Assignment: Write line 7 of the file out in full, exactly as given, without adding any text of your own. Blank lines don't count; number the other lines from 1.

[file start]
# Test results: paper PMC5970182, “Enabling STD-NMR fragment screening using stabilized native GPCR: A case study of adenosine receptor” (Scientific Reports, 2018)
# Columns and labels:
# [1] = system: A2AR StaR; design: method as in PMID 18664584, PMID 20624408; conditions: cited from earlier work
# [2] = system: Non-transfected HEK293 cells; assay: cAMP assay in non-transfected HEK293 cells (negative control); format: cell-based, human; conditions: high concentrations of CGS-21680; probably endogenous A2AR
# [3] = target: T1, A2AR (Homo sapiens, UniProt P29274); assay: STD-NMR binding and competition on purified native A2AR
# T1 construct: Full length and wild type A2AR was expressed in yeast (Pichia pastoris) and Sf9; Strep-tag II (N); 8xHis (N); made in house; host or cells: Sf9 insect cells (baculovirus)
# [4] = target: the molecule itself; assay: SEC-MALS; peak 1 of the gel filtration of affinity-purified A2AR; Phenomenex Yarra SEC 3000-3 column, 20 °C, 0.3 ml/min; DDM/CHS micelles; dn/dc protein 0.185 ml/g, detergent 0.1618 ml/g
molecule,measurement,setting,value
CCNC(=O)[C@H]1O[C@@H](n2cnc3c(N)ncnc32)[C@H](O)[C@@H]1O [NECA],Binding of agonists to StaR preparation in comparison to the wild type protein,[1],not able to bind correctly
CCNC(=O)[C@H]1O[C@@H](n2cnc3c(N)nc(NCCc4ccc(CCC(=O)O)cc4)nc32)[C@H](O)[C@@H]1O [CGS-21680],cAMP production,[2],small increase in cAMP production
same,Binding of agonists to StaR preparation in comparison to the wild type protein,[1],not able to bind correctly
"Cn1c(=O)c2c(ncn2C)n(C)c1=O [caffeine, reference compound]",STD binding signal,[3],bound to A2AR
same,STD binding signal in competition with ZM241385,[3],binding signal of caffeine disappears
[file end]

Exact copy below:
# [4] = target: the molecule itself; assay: SEC-MALS; peak 1 of the gel filtration of affinity-purified A2AR; Phenomenex Yarra SEC 3000-3 column, 20 °C, 0.3 ml/min; DDM/CHS micelles; dn/dc protein 0.185 ml/g, detergent 0.1618 ml/g